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Investigating the influence of pH on the activity of potato catalase

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Introduction

Biology Coursework. Investigating the influence of pH on the activity of POTATO CATALASE Conclusion. Enzymes are globular proteins which can be denatured at extreme pH levels The active site is a region of the protein/enzyme such as a cleft or crevice in the tertiary structure of the enzyme, often constituting less than 5% of the surface area. The active site can be negatively charged to attract for example a positively charged amino group (basic side chains) and vice versa, namely positively charged to attract for example a carboxylic group. As the hydrogen ion concentration decreases the pH number increases and a solution becomes more alkaline / basic. Amino acids are amphoteric having both a basic (amine) group and acidic (carboxylic acid) group). In water, the carboxylic acid partially dissociates becoming negatively charged and similarly the amine group accepts a hydrogen ion becoming positively charged. In this state, an amino acid becomes a zwitterion which enables amino acids to act as buffers. When the hydrogen ion concentration of a solution of an amino acid increases, protons are attracted to the negatively charged carboxyl group and therefore the overall charge becomes positive due to the amine group also being positively charged. Alternatively, reducing the hydrogen ion concentration of the solution means the amine group donates hydrogen atoms (ions??) making the overall charge negative. Therefore, changing the hydrogen ion concentration of a solution, namely the pH value, alters the charge of amino acids, which in turn interact with any charges on the R groups (of the substrate??). This leads to changes in the ionic charges and eventually causes ionic bonds to break. All enzymes have a 3D tertiary structure. The function of a protein or an enzyme depends on its particular characteristics, in particular the shape of the protein / enzyme, which is determined by its bonds. If the bonds are altered or broken, the shape of the protein / enzyme changes, the characteristics change and the protein / enzyme function changes. ...read more.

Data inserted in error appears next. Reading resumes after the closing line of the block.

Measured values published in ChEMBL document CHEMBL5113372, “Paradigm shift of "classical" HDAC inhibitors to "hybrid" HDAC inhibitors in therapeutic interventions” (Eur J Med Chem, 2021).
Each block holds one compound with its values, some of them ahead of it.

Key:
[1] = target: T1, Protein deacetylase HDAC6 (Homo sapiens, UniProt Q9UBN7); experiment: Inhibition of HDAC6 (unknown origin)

Middle